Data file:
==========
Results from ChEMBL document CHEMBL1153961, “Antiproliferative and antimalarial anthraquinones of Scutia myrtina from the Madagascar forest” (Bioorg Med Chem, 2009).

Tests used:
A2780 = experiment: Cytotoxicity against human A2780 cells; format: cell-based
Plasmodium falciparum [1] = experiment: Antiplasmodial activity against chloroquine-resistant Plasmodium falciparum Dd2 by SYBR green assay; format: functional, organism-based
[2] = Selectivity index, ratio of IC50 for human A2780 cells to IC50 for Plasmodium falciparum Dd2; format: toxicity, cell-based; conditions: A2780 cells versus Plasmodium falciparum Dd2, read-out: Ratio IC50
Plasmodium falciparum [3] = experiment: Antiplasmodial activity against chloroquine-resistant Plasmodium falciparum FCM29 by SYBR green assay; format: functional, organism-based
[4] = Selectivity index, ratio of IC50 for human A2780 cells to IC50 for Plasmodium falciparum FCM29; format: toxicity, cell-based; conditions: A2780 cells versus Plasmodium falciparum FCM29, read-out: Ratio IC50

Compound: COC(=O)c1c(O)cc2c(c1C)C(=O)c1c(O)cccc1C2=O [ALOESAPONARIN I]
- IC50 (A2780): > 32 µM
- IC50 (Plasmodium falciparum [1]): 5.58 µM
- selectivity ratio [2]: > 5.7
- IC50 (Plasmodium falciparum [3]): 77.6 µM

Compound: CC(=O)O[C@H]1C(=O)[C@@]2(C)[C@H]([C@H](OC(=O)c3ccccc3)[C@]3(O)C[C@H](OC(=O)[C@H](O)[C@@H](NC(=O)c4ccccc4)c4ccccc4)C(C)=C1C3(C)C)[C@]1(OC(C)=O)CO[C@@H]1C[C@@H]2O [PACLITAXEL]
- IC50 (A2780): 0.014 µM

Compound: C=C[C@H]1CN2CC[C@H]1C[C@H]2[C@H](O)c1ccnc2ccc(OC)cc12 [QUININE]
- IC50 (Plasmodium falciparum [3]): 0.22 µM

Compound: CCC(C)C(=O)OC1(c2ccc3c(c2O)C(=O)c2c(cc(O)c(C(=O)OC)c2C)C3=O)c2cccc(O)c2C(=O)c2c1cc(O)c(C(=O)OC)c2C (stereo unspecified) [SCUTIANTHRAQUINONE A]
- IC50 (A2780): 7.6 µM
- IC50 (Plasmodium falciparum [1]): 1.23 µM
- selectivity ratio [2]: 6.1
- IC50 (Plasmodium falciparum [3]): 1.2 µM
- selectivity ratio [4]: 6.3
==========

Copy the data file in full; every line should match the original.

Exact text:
Results from ChEMBL document CHEMBL1153961, “Antiproliferative and antimalarial anthraquinones of Scutia myrtina from the Madagascar forest” (Bioorg Med Chem, 2009).

Tests used:
A2780 = experiment: Cytotoxicity against human A2780 cells; format: cell-based
Plasmodium falciparum [1] = experiment: Antiplasmodial activity against chloroquine-resistant Plasmodium falciparum Dd2 by SYBR green assay; format: functional, organism-based
[2] = Selectivity index, ratio of IC50 for human A2780 cells to IC50 for Plasmodium falciparum Dd2; format: toxicity, cell-based; conditions: A2780 cells versus Plasmodium falciparum Dd2, read-out: Ratio IC50
Plasmodium falciparum [3] = experiment: Antiplasmodial activity against chloroquine-resistant Plasmodium falciparum FCM29 by SYBR green assay; format: functional, organism-based
[4] = Selectivity index, ratio of IC50 for human A2780 cells to IC50 for Plasmodium falciparum FCM29; format: toxicity, cell-based; conditions: A2780 cells versus Plasmodium falciparum FCM29, read-out: Ratio IC50

Compound: COC(=O)c1c(O)cc2c(c1C)C(=O)c1c(O)cccc1C2=O [ALOESAPONARIN I]
- IC50 (A2780): > 32 µM
- IC50 (Plasmodium falciparum [1]): 5.58 µM
- selectivity ratio [2]: > 5.7
- IC50 (Plasmodium falciparum [3]): 77.6 µM

Compound: CC(=O)O[C@H]1C(=O)[C@@]2(C)[C@H]([C@H](OC(=O)c3ccccc3)[C@]3(O)C[C@H](OC(=O)[C@H](O)[C@@H](NC(=O)c4ccccc4)c4ccccc4)C(C)=C1C3(C)C)[C@]1(OC(C)=O)CO[C@@H]1C[C@@H]2O [PACLITAXEL]
- IC50 (A2780): 0.014 µM

Compound: C=C[C@H]1CN2CC[C@H]1C[C@H]2[C@H](O)c1ccnc2ccc(OC)cc12 [QUININE]
- IC50 (Plasmodium falciparum [3]): 0.22 µM

Compound: CCC(C)C(=O)OC1(c2ccc3c(c2O)C(=O)c2c(cc(O)c(C(=O)OC)c2C)C3=O)c2cccc(O)c2C(=O)c2c1cc(O)c(C(=O)OC)c2C (stereo unspecified) [SCUTIANTHRAQUINONE A]
- IC50 (A2780): 7.6 µM
- IC50 (Plasmodium falciparum [1]): 1.23 µM
- selectivity ratio [2]: 6.1
- IC50 (Plasmodium falciparum [3]): 1.2 µM
- selectivity ratio [4]: 6.3